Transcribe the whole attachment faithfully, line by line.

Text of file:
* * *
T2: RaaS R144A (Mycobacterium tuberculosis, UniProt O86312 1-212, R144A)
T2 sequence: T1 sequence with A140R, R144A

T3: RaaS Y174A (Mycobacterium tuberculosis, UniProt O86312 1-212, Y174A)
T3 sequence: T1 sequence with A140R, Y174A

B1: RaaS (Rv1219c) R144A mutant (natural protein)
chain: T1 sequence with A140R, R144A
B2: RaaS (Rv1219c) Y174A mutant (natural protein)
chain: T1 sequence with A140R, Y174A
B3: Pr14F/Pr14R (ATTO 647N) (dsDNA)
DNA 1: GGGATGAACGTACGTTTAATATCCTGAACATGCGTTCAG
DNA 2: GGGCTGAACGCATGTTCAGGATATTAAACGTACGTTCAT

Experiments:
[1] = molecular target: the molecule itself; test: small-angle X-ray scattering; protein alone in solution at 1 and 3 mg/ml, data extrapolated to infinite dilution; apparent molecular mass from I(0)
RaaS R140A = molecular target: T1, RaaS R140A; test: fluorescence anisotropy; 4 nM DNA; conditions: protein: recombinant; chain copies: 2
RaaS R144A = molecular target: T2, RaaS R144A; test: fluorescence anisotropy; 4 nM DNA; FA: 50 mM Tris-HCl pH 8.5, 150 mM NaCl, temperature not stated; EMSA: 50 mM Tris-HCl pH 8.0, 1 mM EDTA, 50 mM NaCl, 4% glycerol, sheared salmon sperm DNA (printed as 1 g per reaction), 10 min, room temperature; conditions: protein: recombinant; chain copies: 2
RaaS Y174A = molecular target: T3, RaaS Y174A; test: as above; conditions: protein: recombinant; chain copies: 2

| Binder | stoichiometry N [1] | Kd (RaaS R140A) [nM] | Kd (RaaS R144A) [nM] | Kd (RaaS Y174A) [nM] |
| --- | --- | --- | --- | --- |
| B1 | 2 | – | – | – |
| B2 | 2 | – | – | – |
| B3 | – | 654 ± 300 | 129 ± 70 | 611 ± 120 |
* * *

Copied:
T2: RaaS R144A (Mycobacterium tuberculosis, UniProt O86312 1-212, R144A)
T2 sequence: T1 sequence with A140R, R144A

T3: RaaS Y174A (Mycobacterium tuberculosis, UniProt O86312 1-212, Y174A)
T3 sequence: T1 sequence with A140R, Y174A

B1: RaaS (Rv1219c) R144A mutant (natural protein)
chain: T1 sequence with A140R, R144A
B2: RaaS (Rv1219c) Y174A mutant (natural protein)
chain: T1 sequence with A140R, Y174A
B3: Pr14F/Pr14R (ATTO 647N) (dsDNA)
DNA 1: GGGATGAACGTACGTTTAATATCCTGAACATGCGTTCAG
DNA 2: GGGCTGAACGCATGTTCAGGATATTAAACGTACGTTCAT

Experiments:
[1] = molecular target: the molecule itself; test: small-angle X-ray scattering; protein alone in solution at 1 and 3 mg/ml, data extrapolated to infinite dilution; apparent molecular mass from I(0)
RaaS R140A = molecular target: T1, RaaS R140A; test: fluorescence anisotropy; 4 nM DNA; conditions: protein: recombinant; chain copies: 2
RaaS R144A = molecular target: T2, RaaS R144A; test: fluorescence anisotropy; 4 nM DNA; FA: 50 mM Tris-HCl pH 8.5, 150 mM NaCl, temperature not stated; EMSA: 50 mM Tris-HCl pH 8.0, 1 mM EDTA, 50 mM NaCl, 4% glycerol, sheared salmon sperm DNA (printed as 1 g per reaction), 10 min, room temperature; conditions: protein: recombinant; chain copies: 2
RaaS Y174A = molecular target: T3, RaaS Y174A; test: as above; conditions: protein: recombinant; chain copies: 2

| Binder | stoichiometry N [1] | Kd (RaaS R140A) [nM] | Kd (RaaS R144A) [nM] | Kd (RaaS Y174A) [nM] |
| --- | --- | --- | --- | --- |
| B1 | 2 | – | – | – |
| B2 | 2 | – | – | – |
| B3 | – | 654 ± 300 | 129 ± 70 | 611 ± 120 |